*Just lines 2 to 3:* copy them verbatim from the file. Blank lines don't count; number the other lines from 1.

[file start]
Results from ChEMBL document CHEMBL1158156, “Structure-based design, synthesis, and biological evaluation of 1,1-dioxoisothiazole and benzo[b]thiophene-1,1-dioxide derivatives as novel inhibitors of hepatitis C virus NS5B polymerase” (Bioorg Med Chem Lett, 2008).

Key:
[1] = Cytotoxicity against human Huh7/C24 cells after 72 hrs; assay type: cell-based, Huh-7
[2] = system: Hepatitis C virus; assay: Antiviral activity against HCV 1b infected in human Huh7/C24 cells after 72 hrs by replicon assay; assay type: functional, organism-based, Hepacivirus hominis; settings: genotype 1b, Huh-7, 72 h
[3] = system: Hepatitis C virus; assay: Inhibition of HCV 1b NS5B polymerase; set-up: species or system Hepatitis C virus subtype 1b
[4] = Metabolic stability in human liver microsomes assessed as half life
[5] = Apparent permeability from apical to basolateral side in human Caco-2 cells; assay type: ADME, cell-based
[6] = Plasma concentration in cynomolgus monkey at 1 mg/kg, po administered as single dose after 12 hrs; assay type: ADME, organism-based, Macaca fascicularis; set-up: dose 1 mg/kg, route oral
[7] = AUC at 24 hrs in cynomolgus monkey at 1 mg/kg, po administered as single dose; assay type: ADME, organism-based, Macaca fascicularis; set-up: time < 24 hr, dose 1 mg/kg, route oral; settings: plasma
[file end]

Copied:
Key:
[1] = Cytotoxicity against human Huh7/C24 cells after 72 hrs; assay type: cell-based, Huh-7